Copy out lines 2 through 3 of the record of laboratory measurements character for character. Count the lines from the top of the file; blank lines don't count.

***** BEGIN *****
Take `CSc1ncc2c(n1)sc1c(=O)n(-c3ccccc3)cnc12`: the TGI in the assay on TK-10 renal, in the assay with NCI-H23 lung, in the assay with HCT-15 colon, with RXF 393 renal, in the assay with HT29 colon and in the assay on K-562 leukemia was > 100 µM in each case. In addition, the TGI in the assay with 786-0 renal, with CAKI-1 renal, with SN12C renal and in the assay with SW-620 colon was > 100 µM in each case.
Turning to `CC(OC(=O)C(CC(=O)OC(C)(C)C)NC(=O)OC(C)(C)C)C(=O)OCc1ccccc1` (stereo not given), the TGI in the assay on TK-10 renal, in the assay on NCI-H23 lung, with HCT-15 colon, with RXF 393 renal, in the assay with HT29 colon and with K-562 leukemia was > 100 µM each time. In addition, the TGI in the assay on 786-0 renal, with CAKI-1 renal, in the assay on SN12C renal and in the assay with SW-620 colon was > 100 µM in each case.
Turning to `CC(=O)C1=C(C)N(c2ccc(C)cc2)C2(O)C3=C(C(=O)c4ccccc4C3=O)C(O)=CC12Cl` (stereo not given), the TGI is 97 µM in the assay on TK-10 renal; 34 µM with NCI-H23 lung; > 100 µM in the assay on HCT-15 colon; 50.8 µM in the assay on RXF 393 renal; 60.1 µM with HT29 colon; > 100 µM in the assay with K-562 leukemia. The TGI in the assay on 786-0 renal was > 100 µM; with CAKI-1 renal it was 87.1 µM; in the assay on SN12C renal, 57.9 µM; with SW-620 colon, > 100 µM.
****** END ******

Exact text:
Turning to `CC(OC(=O)C(CC(=O)OC(C)(C)C)NC(=O)OC(C)(C)C)C(=O)OCc1ccccc1` (stereo not given), the TGI in the assay on TK-10 renal, in the assay on NCI-H23 lung, with HCT-15 colon, with RXF 393 renal, in the assay with HT29 colon and with K-562 leukemia was > 100 µM each time. In addition, the TGI in the assay on 786-0 renal, with CAKI-1 renal, in the assay on SN12C renal and in the assay with SW-620 colon was > 100 µM in each case.
Turning to `CC(=O)C1=C(C)N(c2ccc(C)cc2)C2(O)C3=C(C(=O)c4ccccc4C3=O)C(O)=CC12Cl` (stereo not given), the TGI is 97 µM in the assay on TK-10 renal; 34 µM with NCI-H23 lung; > 100 µM in the assay on HCT-15 colon; 50.8 µM in the assay on RXF 393 renal; 60.1 µM with HT29 colon; > 100 µM in the assay with K-562 leukemia. The TGI in the assay on 786-0 renal was > 100 µM; with CAKI-1 renal it was 87.1 µM; in the assay on SN12C renal, 57.9 µM; with SW-620 colon, > 100 µM.